Surveillance for acquired immunodeficiency syndrome (AIDS) in Kinshasa, Zaire, was initiated in July 1984, using a modified version of the case definition developed by the Centers for Disease Control. During the first eight months, 332 patients met all clinical and laboratory criteria; surveillance information was available for 295 (89%) of these patients. Of the sera tested from these patients, 99% had antibodies to human T-cell lymphotropic virus type III/lymphadenopathy-associated virus by both enzyme-linked immunosorbent assay and Western blot procedures. The male-female case ratio was 1:1.1; the mean age of patients was 33.6 years (median, 32 years; range, 1.5 to 64 years); and men were significantly older than women (mean, 37.4 vs 30.0 years). The estimated incidence rate for adults in Kinshasa is 380 cases per 1 million people per year. Peak age-specific incidence rates for men and women occurred among the 30- to 39-year age group, although the rate for men in this age group was 24% higher than the rate for women (786 vs 601 per 1 million). A reasonable estimate of the current annual incidence of AIDS is 550 to 1,000 cases per 1 million people. Surveillance of AIDS in Zaire provides important information on transmission patterns and rates in Africa.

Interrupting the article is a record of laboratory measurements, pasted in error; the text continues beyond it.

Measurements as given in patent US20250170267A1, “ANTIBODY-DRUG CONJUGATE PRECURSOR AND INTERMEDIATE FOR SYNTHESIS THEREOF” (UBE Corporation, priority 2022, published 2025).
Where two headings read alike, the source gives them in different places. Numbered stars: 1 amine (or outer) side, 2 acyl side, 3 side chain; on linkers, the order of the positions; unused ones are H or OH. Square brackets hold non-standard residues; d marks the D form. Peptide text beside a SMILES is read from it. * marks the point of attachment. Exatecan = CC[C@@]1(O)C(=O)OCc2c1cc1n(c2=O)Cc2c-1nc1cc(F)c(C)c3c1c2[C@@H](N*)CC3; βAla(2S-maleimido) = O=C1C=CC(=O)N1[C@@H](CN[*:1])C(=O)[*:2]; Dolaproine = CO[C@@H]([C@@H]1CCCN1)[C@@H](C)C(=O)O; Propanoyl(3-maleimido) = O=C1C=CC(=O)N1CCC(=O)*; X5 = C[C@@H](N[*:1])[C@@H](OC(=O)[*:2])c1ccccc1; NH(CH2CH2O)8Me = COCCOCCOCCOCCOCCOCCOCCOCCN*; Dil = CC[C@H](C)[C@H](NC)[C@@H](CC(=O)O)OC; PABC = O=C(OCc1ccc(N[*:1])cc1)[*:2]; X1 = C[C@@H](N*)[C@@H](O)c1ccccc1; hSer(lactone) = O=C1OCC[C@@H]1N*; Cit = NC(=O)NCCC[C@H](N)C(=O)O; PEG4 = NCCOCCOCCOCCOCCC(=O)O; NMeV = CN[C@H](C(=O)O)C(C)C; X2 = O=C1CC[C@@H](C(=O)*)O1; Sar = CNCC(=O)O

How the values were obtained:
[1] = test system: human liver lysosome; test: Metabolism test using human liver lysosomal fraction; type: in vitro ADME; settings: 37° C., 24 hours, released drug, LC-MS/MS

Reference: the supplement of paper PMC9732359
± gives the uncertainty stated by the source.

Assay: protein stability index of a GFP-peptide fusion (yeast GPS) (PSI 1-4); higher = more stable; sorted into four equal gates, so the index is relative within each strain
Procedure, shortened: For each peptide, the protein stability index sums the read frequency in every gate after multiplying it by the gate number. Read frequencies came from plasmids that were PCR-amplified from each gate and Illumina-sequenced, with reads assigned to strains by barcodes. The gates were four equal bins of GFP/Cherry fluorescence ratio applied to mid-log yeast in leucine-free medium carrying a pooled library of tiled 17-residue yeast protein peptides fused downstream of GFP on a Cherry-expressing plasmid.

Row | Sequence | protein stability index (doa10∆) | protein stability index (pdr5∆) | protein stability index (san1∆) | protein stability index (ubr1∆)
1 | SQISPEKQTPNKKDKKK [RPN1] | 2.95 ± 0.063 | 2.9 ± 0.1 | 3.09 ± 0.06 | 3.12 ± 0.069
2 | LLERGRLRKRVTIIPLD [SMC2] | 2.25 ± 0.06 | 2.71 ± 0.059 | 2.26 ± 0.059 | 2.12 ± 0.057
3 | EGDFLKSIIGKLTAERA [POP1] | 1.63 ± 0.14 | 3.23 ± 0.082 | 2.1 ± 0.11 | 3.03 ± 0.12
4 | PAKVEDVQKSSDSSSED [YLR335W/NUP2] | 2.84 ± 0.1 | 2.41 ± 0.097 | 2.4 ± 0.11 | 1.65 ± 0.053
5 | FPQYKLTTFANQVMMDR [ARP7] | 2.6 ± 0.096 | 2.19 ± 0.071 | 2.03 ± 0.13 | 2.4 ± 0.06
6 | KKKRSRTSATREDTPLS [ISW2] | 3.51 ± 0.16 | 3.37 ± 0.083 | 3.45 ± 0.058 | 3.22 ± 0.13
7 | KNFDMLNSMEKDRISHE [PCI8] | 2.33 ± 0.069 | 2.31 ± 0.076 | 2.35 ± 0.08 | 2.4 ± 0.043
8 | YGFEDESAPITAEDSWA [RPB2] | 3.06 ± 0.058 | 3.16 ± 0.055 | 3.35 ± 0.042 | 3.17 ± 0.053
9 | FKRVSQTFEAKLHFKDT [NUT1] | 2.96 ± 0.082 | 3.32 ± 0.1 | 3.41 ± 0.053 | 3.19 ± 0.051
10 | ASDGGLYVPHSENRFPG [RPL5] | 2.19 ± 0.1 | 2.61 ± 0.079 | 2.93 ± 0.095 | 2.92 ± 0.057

Mann JM, Francis H, Quinn T, et al. Surveillance for AIDS in a Central African City: Kinshasa, Zaire. JAMA. 1986;255(23):3255–3259. doi:10.1001/jama.1986.03370230061031
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